Monkeys and Shakespeare
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was produced by the Winton programme for the public understanding of risk based in the Statistical Laboratory in the University of Cambridge. The aim was to help improve the way that uncertainty and risk are discussed in society, and show how probability and statistics can be both useful and entertaining.
Many of the animations were produced using Flash and will no longer work.
I was lucky enough to get included in the Horizon programme on Infinity last night, talking about the old monkeyShakespeare issue. Of course most of my rambling contribution was (rightly) cut, so here’s a few background details for anyone interested.

We assumed the monkey was typing lowercase letters and some punctuation, and that each of $34$ characters was equally likely to be picked. So each character typed has a $1$ in $34$ chance of being the right one. There are $5,000,000$ characters in Shakespeare, and so the chance that they are all right, from beginning to end, is $1$ in $34^{5,000,000} = 10^{7,600,000}$, which we shall $t$ for ‘tiny’. So each time the monkey starts typing, there is a $t$ chance of completing Shakespeare. This number is small but finite.
 We are ‘certain’ of this event occurring in exactly the same sense that we are ‘certain’ that if we repeatedly flip a fair coin, it will eventually come up heads. This will take on average 2 flips, just as the time to get the first six when throwing a die is expected to be 6 throws. So we expect to see Shakespeare after an average of $1/t$ tries by the monkey, which of course will take a long time, in fact well after the universe has come to an end. The probability that this event has not occurred by a time $T$ decreases to 0 as $T$ increases to infinity: this follows from the Law of Large Numbers : the Strong version of that Law means that the event will happen with probability 1, in that the only way that the monkey does not end up typing Shakespeare is if something with probability 0 occurs.
 The chance of winning the lottery is around 1 in $14,000,000 = 10^{7.1}$. So the tiny chance $t$ is equivalent to winning around 1,000,000 lotteries in a row, since $10^{7,600,000}$ is around $10^{7.1}$ to the power 1,000,000. If you bought one lottery ticket a week, this is like winning every week for 20,000 years (I said 27,000 on the programme due to some overrapid backofenvelope calculations). Of course in real life people might start getting suspicious.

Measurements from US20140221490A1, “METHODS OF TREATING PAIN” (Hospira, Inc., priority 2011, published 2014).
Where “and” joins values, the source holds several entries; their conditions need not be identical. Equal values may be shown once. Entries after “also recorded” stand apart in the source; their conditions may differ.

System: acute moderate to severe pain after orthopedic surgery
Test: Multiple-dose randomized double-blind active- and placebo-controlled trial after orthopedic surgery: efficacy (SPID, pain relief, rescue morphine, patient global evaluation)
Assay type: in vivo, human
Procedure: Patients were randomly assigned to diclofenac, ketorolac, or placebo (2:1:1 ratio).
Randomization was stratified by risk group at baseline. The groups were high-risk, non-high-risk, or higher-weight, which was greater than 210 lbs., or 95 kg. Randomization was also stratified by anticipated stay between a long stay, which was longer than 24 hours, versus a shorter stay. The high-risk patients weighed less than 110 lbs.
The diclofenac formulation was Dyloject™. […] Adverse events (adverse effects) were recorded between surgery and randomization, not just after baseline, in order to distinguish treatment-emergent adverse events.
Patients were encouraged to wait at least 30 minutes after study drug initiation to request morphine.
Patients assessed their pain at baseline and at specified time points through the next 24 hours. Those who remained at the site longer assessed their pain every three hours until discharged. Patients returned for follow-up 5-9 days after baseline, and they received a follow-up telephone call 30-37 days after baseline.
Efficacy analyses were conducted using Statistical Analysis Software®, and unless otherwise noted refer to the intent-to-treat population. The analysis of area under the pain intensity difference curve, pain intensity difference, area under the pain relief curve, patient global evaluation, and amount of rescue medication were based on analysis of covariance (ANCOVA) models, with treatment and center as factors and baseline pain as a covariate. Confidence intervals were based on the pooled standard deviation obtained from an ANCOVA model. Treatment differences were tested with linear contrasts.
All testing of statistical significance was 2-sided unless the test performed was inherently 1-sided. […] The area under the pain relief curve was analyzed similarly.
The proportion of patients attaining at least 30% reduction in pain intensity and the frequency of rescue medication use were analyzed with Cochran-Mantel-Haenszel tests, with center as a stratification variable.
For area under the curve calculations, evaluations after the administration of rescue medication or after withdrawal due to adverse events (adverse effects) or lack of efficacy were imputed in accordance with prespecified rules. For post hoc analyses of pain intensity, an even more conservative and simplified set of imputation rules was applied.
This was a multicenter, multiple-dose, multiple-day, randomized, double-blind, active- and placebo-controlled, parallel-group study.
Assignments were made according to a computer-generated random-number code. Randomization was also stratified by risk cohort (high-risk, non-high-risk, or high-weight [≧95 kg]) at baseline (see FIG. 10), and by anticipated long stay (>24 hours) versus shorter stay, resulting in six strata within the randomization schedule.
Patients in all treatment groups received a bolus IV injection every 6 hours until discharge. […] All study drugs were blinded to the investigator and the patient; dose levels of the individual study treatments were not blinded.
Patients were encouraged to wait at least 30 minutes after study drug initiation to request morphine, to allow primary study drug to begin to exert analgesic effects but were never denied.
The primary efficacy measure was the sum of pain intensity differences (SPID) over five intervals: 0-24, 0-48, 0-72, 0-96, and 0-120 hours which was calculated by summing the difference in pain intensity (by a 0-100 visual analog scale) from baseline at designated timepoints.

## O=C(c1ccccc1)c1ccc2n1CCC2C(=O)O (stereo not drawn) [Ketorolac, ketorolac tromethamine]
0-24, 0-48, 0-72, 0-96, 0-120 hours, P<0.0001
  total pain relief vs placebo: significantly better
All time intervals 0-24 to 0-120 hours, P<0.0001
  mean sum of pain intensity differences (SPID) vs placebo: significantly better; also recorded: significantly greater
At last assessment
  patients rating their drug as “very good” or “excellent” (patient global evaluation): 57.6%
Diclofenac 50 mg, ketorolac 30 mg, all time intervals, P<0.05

To get 17 characters right, eg "to_be_or_not_to_b", would require an event with chance 1 in $34^{17}$ = $2 \times 10^{19}$. Our program types characters at 50 a second, so we would expect to wait around $4 \times 10^{17}$ seconds before this occurred, which is 13.8 billion years, just a little after the Big Bang signalled the start of our Universe.
 The nice Monkey Simulator program was written by Aaron Russell and is available from this website.

Around 30% of the characters in Shakespeare are the letter ‘e’. We could have given the monkey a headstart with this information, but filling in the other 70% is still quite tricky.
 Just to show that that theory does not always meet practice, a wonderful arts project in Paignton Zoo put a computer in a monkeys’ enclosure to see how they got on. The monkeys typed 5 pages, mainly the letter 's', and then used the keyboard as a toilet. So rather a limited output of classic English literature. This just shows the problems that turn up when maths meets the real world.
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Anonymous (not verified)
Tue, 09/03/2010  6:10pm
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David Spielgelhalter: one in an infinitude?
Anonymous (not verified)
Thu, 22/04/2010  3:04am
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On the old monkeyShakespeare issue
Anonymous (not verified)
Sat, 15/05/2010  3:29am
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Copy a single line of Shakespeare